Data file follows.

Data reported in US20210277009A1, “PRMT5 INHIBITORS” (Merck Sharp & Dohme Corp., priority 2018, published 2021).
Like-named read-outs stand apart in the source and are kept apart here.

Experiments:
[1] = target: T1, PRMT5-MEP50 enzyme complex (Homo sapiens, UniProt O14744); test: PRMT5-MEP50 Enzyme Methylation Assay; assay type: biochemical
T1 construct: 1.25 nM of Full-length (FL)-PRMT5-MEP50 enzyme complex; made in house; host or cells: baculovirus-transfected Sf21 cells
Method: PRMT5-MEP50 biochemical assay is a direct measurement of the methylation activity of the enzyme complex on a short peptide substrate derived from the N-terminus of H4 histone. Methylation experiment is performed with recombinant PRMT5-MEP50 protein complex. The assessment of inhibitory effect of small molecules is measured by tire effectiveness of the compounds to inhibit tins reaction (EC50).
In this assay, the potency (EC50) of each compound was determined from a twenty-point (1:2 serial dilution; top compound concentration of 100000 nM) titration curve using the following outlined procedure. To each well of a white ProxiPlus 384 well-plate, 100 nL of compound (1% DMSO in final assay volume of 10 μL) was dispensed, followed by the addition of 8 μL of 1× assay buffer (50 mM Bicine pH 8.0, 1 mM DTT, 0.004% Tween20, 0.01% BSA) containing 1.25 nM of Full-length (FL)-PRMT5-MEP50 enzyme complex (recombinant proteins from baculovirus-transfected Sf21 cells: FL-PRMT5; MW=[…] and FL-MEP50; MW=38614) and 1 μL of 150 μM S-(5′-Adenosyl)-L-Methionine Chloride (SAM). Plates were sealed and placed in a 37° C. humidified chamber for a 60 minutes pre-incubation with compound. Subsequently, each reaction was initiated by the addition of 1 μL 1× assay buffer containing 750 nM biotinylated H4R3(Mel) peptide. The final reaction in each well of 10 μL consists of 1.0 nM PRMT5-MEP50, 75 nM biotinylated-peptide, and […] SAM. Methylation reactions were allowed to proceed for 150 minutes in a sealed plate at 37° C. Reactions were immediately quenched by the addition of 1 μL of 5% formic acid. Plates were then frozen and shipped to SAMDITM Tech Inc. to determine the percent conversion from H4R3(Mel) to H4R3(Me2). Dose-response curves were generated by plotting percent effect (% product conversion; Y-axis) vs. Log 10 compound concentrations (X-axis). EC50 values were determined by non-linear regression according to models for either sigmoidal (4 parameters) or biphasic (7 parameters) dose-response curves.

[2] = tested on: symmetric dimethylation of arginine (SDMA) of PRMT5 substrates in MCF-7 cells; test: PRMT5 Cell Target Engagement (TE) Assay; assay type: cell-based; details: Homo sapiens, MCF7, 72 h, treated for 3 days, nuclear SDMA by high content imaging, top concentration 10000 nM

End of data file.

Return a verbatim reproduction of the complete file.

Data reported in US20210277009A1, “PRMT5 INHIBITORS” (Merck Sharp & Dohme Corp., priority 2018, published 2021).
Like-named read-outs stand apart in the source and are kept apart here.

Experiments:
[1] = target: T1, PRMT5-MEP50 enzyme complex (Homo sapiens, UniProt O14744); test: PRMT5-MEP50 Enzyme Methylation Assay; assay type: biochemical
T1 construct: 1.25 nM of Full-length (FL)-PRMT5-MEP50 enzyme complex; made in house; host or cells: baculovirus-transfected Sf21 cells
Method: PRMT5-MEP50 biochemical assay is a direct measurement of the methylation activity of the enzyme complex on a short peptide substrate derived from the N-terminus of H4 histone. Methylation experiment is performed with recombinant PRMT5-MEP50 protein complex. The assessment of inhibitory effect of small molecules is measured by tire effectiveness of the compounds to inhibit tins reaction (EC50).
In this assay, the potency (EC50) of each compound was determined from a twenty-point (1:2 serial dilution; top compound concentration of 100000 nM) titration curve using the following outlined procedure. To each well of a white ProxiPlus 384 well-plate, 100 nL of compound (1% DMSO in final assay volume of 10 μL) was dispensed, followed by the addition of 8 μL of 1× assay buffer (50 mM Bicine pH 8.0, 1 mM DTT, 0.004% Tween20, 0.01% BSA) containing 1.25 nM of Full-length (FL)-PRMT5-MEP50 enzyme complex (recombinant proteins from baculovirus-transfected Sf21 cells: FL-PRMT5; MW=[…] and FL-MEP50; MW=38614) and 1 μL of 150 μM S-(5′-Adenosyl)-L-Methionine Chloride (SAM). Plates were sealed and placed in a 37° C. humidified chamber for a 60 minutes pre-incubation with compound. Subsequently, each reaction was initiated by the addition of 1 μL 1× assay buffer containing 750 nM biotinylated H4R3(Mel) peptide. The final reaction in each well of 10 μL consists of 1.0 nM PRMT5-MEP50, 75 nM biotinylated-peptide, and […] SAM. Methylation reactions were allowed to proceed for 150 minutes in a sealed plate at 37° C. Reactions were immediately quenched by the addition of 1 μL of 5% formic acid. Plates were then frozen and shipped to SAMDITM Tech Inc. to determine the percent conversion from H4R3(Mel) to H4R3(Me2). Dose-response curves were generated by plotting percent effect (% product conversion; Y-axis) vs. Log 10 compound concentrations (X-axis). EC50 values were determined by non-linear regression according to models for either sigmoidal (4 parameters) or biphasic (7 parameters) dose-response curves.

[2] = tested on: symmetric dimethylation of arginine (SDMA) of PRMT5 substrates in MCF-7 cells; test: PRMT5 Cell Target Engagement (TE) Assay; assay type: cell-based; details: Homo sapiens, MCF7, 72 h, treated for 3 days, nuclear SDMA by high content imaging, top concentration 10000 nM